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FPCA football prepping for kickoff
School gearing up for its first ever football season
First Presbyterian Christian Academy has finalized its football schedule and is preparing for its inaugural season. The team even has a poster ready. - photo by Photo provided.

It’s the little school that can.
First Presbyterian Christian Academy has emerged as the small private school that can and has established a successful group of athletes and sports programs.
The boys’ basketball team has won three state titles, several region titles and was last year’s region champs and state runners up. The girls’ soccer team was last season’s region champs and state runners up and the baseball team made it all the way to the state playoffs as well.
The determination of the athletes and the school’s administration pushed FPCA to the No. 3 spot of Under Armour’s Undeniable Challenge, nearly netting it a $140,000 prize. The support the school received from the community and other schools toppled several of their competitors — schools with three times its enrollment numbers or larger.
Now the little school will dive into its first season of football, and Highlander athletic director and football coach Andy Yanzetich said he is both excited and nervous.
“I’m a little nervous…just trying to get everybody here at one time,” he said. “We’ve had everybody come through, but not at one time. But the excitement of just playing football…it hasn’t been done here. They can always say they started something that hadn’t been done and they were the first ones.”
FPCA’s athletes are all primarily multi-sport athletes. Like most private schools, it’s the nature of the beast.
Yanzetich said some of his potential football players are still completing their summer sports programs playing AAU basketball. A few of the baseball players are expected to give the grid-iron a try.
Conditioning has started, but getting everyone at practice at the same time is still a work in progress. Yanzetich said once everyone is on board they will begin to work on learning the offense.
“We are going to run the spread offense, so it takes time and gelling together and being on the same page,” he said. “The timing between quarterbacks and receivers has to be right, the lineman have to work together to pick up the blitz packages…that’s the part I’m a little nervous about because we have yet to get together as a team to do that stuff.”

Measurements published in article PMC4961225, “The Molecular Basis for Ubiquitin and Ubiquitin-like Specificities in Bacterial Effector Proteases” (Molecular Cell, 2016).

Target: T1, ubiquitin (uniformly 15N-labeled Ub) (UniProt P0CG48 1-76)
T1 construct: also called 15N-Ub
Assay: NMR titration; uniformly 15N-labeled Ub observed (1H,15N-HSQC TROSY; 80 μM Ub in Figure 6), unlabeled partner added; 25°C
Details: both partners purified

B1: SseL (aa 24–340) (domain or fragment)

Yanzetich said potential football players need to understand that much like any sport, workouts and practice require full time commitment. He understands this year’s roster will likely be small but thinks it will pick up next year once the school has its first season under its belt.
“We are definitely going to have a lot of players going both ways,” Yanzetich said. “I’m thinking we will probably have a roster of 25 and maybe even a little under that.”
He added that the athletes at FPCA are used to playing year-round sports, have experience in playing in big games and like to win.
He said the hardest group to develop, at first, will be the linemen.
“It will be pretty obvious who fits the linemen type,” he said. “Right off the bat we are not going to have a lot of linemen.”
The Highlanders will play at Long Bell Stadium at Liberty Independent Troop Park.
One thing Yanzetich doesn’t have to worry about is the team’s uniform and equipment.
“We received a lot of donations from different schools, a lot of private donations that want to see football work out here have helped out,” he said. “One of my really good friends owns a sporting goods store in Atlanta so we’ve been getting a lot of donations through them. And right now we have all the equipment we need in the sense of shoulder pads, helmets and knee pads. Also we aren’t looking at fielding 80-90 players so we don’t need that much equipment … I’m assuming the most we will have here is 40-50 players ever. So it won’t be as costly as bigger schools.”
The coach added that they are trying to get more sponsors and will spend the summer raising funds to help cover costs of traveling to away games, feeding the athletes, washing uniforms and incidentals.
“The first year is going to be expensive, but it won’t be so bad after that,” he said.

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